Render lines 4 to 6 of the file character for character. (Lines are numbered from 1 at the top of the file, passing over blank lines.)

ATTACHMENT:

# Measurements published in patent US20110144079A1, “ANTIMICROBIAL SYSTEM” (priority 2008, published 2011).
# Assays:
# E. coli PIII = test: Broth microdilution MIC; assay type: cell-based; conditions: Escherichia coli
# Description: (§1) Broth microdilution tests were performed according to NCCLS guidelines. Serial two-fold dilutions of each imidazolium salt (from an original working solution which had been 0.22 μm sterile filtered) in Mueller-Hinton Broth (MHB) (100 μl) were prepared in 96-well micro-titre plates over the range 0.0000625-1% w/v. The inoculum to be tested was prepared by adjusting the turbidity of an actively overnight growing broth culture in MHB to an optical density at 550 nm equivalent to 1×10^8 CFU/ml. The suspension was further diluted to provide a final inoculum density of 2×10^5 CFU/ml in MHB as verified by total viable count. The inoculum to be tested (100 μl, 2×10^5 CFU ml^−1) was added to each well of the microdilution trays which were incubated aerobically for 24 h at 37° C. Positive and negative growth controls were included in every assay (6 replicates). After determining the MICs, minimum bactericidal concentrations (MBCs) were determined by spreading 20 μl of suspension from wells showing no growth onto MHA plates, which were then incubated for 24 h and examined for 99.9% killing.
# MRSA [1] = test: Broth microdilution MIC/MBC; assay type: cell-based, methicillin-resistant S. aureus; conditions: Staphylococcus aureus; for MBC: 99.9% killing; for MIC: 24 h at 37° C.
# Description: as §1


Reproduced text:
# Description: (§1) Broth microdilution tests were performed according to NCCLS guidelines. Serial two-fold dilutions of each imidazolium salt (from an original working solution which had been 0.22 μm sterile filtered) in Mueller-Hinton Broth (MHB) (100 μl) were prepared in 96-well micro-titre plates over the range 0.0000625-1% w/v. The inoculum to be tested was prepared by adjusting the turbidity of an actively overnight growing broth culture in MHB to an optical density at 550 nm equivalent to 1×10^8 CFU/ml. The suspension was further diluted to provide a final inoculum density of 2×10^5 CFU/ml in MHB as verified by total viable count. The inoculum to be tested (100 μl, 2×10^5 CFU ml^−1) was added to each well of the microdilution trays which were incubated aerobically for 24 h at 37° C. Positive and negative growth controls were included in every assay (6 replicates). After determining the MICs, minimum bactericidal concentrations (MBCs) were determined by spreading 20 μl of suspension from wells showing no growth onto MHA plates, which were then incubated for 24 h and examined for 99.9% killing.
# MRSA [1] = test: Broth microdilution MIC/MBC; assay type: cell-based, methicillin-resistant S. aureus; conditions: Staphylococcus aureus; for MBC: 99.9% killing; for MIC: 24 h at 37° C.
# Description: as §1